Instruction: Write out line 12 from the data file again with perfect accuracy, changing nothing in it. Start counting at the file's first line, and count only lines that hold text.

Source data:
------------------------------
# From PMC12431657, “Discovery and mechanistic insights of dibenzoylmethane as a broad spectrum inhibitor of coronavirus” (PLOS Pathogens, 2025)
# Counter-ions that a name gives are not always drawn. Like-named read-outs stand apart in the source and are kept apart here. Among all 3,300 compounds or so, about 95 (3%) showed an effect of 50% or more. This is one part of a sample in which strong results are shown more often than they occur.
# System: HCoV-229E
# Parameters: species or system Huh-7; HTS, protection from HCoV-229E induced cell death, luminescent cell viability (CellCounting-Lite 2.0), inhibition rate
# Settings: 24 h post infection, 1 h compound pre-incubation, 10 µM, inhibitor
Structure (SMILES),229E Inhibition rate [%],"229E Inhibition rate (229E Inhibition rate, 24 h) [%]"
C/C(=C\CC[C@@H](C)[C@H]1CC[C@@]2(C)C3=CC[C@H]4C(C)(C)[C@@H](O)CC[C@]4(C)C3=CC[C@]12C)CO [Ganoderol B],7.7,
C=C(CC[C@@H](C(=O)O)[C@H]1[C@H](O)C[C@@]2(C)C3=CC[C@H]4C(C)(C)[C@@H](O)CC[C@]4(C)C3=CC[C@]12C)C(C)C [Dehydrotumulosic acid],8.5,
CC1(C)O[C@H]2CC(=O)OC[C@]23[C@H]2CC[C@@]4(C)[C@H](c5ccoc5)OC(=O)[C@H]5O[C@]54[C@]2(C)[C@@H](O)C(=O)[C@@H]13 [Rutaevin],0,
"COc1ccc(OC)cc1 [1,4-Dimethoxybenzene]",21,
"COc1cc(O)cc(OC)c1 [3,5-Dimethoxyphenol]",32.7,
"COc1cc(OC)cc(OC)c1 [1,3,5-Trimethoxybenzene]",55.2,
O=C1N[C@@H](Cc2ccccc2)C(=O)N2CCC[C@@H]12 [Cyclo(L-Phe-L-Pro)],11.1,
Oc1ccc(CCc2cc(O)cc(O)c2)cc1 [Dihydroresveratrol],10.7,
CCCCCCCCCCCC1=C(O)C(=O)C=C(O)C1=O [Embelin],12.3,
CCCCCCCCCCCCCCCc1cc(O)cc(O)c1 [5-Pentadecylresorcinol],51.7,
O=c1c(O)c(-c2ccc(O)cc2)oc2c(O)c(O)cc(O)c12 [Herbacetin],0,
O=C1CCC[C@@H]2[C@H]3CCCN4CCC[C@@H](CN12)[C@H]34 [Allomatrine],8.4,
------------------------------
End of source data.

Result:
"COc1cc(OC)cc(OC)c1 [1,3,5-Trimethoxybenzene]",55.2,